THE MAJORITY of Catholics want assisted suicide to be legalised, a major poll has found.
The survey, carried out by YouGov for the Westminster Faith Debates, revealed that 56 per cent of Catholics believe the law should be changed to give people with incurable diseases the right to ask a close friend or relative to help them commit suicide without facing prosecution.
A minority of three-in-10 said that Britain should uphold its present laws, under which those who assist someone in committing suicide face a manslaughter or murder charge, and 14 per cent reported that they do not know where they stand.
Professor Linda Woodhead of Lancaster University, the study’s organiser, told The Irish Post that even churchgoing Catholics were found to be more likely to favour a change in the law than oppose it by a small margin of 44 per cent to 42 per cent.
“I was surprised that amongst those who are opposed, ‘sanctity of life’ is not what really matters,” she added. “Catholics are more concerned that vulnerable people will not be protected, and could be pressured to die.
“Assisted dying is an issue of great public concern, and one on which the Church has important things to say. I think it needs to be more effective in getting its message across, starting with its own members.”
The poll found that of those who oppose a change in the law, their main reason for doing so was the fear that it could cause vulnerable people to feel pressurised to choose to die. Only 57 per cent said their opposition was motivated by the belief that human life is sacred.
It was also discovered that only four per cent of Catholics say they take guidance from religious leaders, local or national, when making decisions. The majority said they rely on their own judgment, reason, and conscience.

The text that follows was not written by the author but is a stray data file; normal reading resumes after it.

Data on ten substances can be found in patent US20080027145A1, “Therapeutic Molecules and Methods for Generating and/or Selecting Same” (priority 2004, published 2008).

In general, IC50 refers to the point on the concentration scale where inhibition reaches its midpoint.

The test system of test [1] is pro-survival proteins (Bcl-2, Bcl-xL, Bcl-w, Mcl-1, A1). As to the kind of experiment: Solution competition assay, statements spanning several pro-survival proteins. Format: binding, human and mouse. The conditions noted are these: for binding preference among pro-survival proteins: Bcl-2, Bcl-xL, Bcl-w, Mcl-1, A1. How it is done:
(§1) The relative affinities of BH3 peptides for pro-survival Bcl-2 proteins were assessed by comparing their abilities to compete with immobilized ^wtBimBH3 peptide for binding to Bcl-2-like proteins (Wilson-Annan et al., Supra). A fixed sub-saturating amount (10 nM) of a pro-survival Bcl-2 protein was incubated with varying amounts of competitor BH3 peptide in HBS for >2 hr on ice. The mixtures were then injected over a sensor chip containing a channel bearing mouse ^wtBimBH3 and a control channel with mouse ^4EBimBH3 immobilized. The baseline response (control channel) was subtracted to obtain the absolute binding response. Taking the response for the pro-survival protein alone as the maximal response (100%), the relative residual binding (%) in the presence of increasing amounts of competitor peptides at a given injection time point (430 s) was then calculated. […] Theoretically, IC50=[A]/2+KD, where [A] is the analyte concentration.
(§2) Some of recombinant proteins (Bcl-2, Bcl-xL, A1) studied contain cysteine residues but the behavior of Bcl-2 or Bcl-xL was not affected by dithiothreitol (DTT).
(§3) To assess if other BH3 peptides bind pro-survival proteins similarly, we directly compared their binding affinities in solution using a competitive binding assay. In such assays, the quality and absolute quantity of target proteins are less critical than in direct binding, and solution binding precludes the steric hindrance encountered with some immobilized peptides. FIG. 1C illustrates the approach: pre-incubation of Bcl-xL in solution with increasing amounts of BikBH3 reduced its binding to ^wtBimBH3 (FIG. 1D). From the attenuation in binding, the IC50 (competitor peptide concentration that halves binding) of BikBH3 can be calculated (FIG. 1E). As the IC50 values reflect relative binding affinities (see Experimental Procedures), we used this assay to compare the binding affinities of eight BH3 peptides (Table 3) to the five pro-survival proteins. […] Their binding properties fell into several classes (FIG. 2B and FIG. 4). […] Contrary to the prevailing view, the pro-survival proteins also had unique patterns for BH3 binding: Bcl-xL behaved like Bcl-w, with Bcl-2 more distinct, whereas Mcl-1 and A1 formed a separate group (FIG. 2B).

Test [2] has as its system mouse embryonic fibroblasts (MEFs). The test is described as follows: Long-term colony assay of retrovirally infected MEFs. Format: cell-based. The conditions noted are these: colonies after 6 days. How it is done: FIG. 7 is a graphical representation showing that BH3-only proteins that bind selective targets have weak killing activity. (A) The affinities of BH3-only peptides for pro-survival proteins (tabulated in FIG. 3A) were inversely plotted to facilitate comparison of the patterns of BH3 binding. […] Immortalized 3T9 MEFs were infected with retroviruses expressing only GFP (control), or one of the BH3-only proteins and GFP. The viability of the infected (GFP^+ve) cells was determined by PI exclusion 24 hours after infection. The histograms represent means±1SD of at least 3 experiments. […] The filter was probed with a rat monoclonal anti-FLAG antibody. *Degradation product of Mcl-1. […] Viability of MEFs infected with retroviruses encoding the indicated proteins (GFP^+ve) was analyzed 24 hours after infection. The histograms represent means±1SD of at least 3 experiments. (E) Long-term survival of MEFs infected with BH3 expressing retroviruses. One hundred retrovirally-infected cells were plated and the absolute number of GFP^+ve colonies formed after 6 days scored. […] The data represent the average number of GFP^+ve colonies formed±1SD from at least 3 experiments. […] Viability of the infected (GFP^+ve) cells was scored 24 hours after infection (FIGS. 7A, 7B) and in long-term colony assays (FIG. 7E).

Catholic Voice, a lobby group for Catholics in Britain, expressed its disappointment at the findings.
“You would expect a majority of non-practising Catholics to be formed more by the surrounding culture than the Church, but what the poll shows is that most practising Catholics are too,” said Austen Ivereigh, the group’s co-ordinator. “The finding that less than one in ten Catholics looks to their leaders on this and other issues shows it.”
The reason why the majority of Catholics are at odds with the Church’s teaching on assisted suicide, he added, is that the Church faces difficulties in bringing people into contact with its teaching.
“When you think how little chance practising Catholics have to engage with such issues, it is hardly surprising that prevailing social narratives in the media often win out. Going to Mass just doesn't cut it, unless your parish priest makes a point of dealing with such issues in their homilies. But most don't feel qualified.”
The YouGov survey also tracked the views of people from all major faiths. Majorities of Anglicans, Jews, Sikhs, Methodists and Presbyterians were also found to support a change in the law. Only among Muslims and Baptists did majorities oppose assisted suicide.
Of the 4,500 people polled, 391 were Catholic.